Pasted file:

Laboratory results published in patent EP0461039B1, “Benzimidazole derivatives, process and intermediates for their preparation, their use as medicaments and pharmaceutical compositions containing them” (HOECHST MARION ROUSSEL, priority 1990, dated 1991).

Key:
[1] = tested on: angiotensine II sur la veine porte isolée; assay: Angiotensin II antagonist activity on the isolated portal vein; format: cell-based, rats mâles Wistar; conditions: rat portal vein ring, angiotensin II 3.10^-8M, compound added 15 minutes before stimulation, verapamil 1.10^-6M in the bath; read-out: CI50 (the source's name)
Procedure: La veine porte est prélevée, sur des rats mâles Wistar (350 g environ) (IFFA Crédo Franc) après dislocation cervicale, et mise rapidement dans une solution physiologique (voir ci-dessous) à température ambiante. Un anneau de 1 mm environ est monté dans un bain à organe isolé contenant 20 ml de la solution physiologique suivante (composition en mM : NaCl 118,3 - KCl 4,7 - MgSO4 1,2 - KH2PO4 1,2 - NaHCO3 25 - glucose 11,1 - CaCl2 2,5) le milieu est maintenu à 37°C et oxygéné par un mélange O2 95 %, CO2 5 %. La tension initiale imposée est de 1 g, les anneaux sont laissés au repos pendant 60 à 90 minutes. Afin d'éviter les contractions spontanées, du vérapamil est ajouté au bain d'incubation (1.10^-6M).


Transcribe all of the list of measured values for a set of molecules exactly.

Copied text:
Laboratory results published in patent EP0461039B1, “Benzimidazole derivatives, process and intermediates for their preparation, their use as medicaments and pharmaceutical compositions containing them” (HOECHST MARION ROUSSEL, priority 1990, dated 1991).

Key:
[1] = tested on: angiotensine II sur la veine porte isolée; assay: Angiotensin II antagonist activity on the isolated portal vein; format: cell-based, rats mâles Wistar; conditions: rat portal vein ring, angiotensin II 3.10^-8M, compound added 15 minutes before stimulation, verapamil 1.10^-6M in the bath; read-out: CI50 (the source's name)
Procedure: La veine porte est prélevée, sur des rats mâles Wistar (350 g environ) (IFFA Crédo Franc) après dislocation cervicale, et mise rapidement dans une solution physiologique (voir ci-dessous) à température ambiante. Un anneau de 1 mm environ est monté dans un bain à organe isolé contenant 20 ml de la solution physiologique suivante (composition en mM : NaCl 118,3 - KCl 4,7 - MgSO4 1,2 - KH2PO4 1,2 - NaHCO3 25 - glucose 11,1 - CaCl2 2,5) le milieu est maintenu à 37°C et oxygéné par un mélange O2 95 %, CO2 5 %. La tension initiale imposée est de 1 g, les anneaux sont laissés au repos pendant 60 à 90 minutes. Afin d'éviter les contractions spontanées, du vérapamil est ajouté au bain d'incubation (1.10^-6M).